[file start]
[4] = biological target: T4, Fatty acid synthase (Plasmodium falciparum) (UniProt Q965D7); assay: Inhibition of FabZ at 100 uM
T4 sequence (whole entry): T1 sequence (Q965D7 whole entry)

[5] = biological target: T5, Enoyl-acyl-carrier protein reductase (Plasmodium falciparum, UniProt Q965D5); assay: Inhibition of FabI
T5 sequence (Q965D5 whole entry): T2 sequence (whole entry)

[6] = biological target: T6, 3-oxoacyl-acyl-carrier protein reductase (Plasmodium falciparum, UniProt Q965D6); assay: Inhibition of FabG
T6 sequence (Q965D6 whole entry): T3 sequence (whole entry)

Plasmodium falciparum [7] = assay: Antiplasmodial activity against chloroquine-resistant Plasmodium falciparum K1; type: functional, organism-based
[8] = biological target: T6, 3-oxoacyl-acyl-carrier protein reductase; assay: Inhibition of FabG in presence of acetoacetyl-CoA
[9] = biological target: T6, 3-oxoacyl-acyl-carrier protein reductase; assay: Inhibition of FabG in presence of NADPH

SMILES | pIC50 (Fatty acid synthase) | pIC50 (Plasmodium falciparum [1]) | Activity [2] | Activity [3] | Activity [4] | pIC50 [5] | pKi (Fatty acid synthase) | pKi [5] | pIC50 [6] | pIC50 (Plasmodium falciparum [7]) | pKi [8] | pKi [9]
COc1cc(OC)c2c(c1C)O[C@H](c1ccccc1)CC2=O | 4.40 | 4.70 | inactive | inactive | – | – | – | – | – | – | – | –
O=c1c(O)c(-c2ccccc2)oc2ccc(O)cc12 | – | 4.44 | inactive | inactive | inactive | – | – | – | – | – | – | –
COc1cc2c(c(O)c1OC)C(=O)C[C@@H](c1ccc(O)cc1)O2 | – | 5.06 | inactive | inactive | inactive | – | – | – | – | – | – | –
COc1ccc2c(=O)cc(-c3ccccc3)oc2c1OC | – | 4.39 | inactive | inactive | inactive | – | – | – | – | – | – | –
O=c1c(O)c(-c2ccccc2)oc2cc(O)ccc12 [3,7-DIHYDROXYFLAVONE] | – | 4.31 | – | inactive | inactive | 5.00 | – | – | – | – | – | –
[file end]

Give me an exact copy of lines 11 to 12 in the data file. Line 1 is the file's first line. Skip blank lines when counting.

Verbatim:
COc1cc(OC)c2c(c1C)O[C@H](c1ccccc1)CC2=O | 4.40 | 4.70 | inactive | inactive | – | – | – | – | – | – | – | –
O=c1c(O)c(-c2ccccc2)oc2ccc(O)cc12 | – | 4.44 | inactive | inactive | inactive | – | – | – | – | – | – | –